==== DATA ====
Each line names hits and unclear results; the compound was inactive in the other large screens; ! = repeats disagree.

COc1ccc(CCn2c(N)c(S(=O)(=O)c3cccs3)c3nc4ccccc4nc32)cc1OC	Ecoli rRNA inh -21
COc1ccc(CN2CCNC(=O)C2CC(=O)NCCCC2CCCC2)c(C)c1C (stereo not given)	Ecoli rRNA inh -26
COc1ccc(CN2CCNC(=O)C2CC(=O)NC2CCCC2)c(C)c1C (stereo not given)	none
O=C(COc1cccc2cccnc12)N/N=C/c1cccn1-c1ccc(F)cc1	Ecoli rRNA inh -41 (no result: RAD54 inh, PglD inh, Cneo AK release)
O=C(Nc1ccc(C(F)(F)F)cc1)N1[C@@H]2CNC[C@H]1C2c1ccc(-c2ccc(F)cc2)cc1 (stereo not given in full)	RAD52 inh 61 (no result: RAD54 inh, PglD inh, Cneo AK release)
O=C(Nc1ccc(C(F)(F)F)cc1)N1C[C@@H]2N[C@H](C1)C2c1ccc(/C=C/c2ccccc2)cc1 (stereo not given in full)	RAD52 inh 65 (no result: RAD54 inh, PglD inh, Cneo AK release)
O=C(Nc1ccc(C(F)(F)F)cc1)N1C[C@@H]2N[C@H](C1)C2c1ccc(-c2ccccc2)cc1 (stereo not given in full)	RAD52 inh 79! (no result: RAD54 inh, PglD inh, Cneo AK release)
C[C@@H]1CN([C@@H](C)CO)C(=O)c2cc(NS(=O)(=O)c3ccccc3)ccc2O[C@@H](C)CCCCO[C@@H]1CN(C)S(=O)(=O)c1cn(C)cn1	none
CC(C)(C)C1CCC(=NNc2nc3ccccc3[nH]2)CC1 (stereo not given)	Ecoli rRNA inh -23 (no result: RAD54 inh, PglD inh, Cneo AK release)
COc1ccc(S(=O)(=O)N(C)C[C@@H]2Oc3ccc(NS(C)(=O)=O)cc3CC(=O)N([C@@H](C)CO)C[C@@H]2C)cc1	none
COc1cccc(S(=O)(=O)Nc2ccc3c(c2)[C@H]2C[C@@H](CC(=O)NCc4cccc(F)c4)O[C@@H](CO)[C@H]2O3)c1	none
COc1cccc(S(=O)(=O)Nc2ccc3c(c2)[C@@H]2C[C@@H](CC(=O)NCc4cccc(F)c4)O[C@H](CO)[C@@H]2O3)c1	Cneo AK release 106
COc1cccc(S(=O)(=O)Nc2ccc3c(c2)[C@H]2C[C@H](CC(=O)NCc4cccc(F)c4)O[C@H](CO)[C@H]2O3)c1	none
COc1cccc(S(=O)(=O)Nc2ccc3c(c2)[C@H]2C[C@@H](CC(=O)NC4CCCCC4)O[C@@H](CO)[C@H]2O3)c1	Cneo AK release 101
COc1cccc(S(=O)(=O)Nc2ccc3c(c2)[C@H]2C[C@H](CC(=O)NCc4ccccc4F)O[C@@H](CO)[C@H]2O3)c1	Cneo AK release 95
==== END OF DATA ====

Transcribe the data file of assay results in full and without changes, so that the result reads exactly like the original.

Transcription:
Each line names hits and unclear results; the compound was inactive in the other large screens; ! = repeats disagree.

COc1ccc(CCn2c(N)c(S(=O)(=O)c3cccs3)c3nc4ccccc4nc32)cc1OC	Ecoli rRNA inh -21
COc1ccc(CN2CCNC(=O)C2CC(=O)NCCCC2CCCC2)c(C)c1C (stereo not given)	Ecoli rRNA inh -26
COc1ccc(CN2CCNC(=O)C2CC(=O)NC2CCCC2)c(C)c1C (stereo not given)	none
O=C(COc1cccc2cccnc12)N/N=C/c1cccn1-c1ccc(F)cc1	Ecoli rRNA inh -41 (no result: RAD54 inh, PglD inh, Cneo AK release)
O=C(Nc1ccc(C(F)(F)F)cc1)N1[C@@H]2CNC[C@H]1C2c1ccc(-c2ccc(F)cc2)cc1 (stereo not given in full)	RAD52 inh 61 (no result: RAD54 inh, PglD inh, Cneo AK release)
O=C(Nc1ccc(C(F)(F)F)cc1)N1C[C@@H]2N[C@H](C1)C2c1ccc(/C=C/c2ccccc2)cc1 (stereo not given in full)	RAD52 inh 65 (no result: RAD54 inh, PglD inh, Cneo AK release)
O=C(Nc1ccc(C(F)(F)F)cc1)N1C[C@@H]2N[C@H](C1)C2c1ccc(-c2ccccc2)cc1 (stereo not given in full)	RAD52 inh 79! (no result: RAD54 inh, PglD inh, Cneo AK release)
C[C@@H]1CN([C@@H](C)CO)C(=O)c2cc(NS(=O)(=O)c3ccccc3)ccc2O[C@@H](C)CCCCO[C@@H]1CN(C)S(=O)(=O)c1cn(C)cn1	none
CC(C)(C)C1CCC(=NNc2nc3ccccc3[nH]2)CC1 (stereo not given)	Ecoli rRNA inh -23 (no result: RAD54 inh, PglD inh, Cneo AK release)
COc1ccc(S(=O)(=O)N(C)C[C@@H]2Oc3ccc(NS(C)(=O)=O)cc3CC(=O)N([C@@H](C)CO)C[C@@H]2C)cc1	none
COc1cccc(S(=O)(=O)Nc2ccc3c(c2)[C@H]2C[C@@H](CC(=O)NCc4cccc(F)c4)O[C@@H](CO)[C@H]2O3)c1	none
COc1cccc(S(=O)(=O)Nc2ccc3c(c2)[C@@H]2C[C@@H](CC(=O)NCc4cccc(F)c4)O[C@H](CO)[C@@H]2O3)c1	Cneo AK release 106
COc1cccc(S(=O)(=O)Nc2ccc3c(c2)[C@H]2C[C@H](CC(=O)NCc4cccc(F)c4)O[C@H](CO)[C@H]2O3)c1	none
COc1cccc(S(=O)(=O)Nc2ccc3c(c2)[C@H]2C[C@@H](CC(=O)NC4CCCCC4)O[C@@H](CO)[C@H]2O3)c1	Cneo AK release 101
COc1cccc(S(=O)(=O)Nc2ccc3c(c2)[C@H]2C[C@H](CC(=O)NCc4ccccc4F)O[C@@H](CO)[C@H]2O3)c1	Cneo AK release 95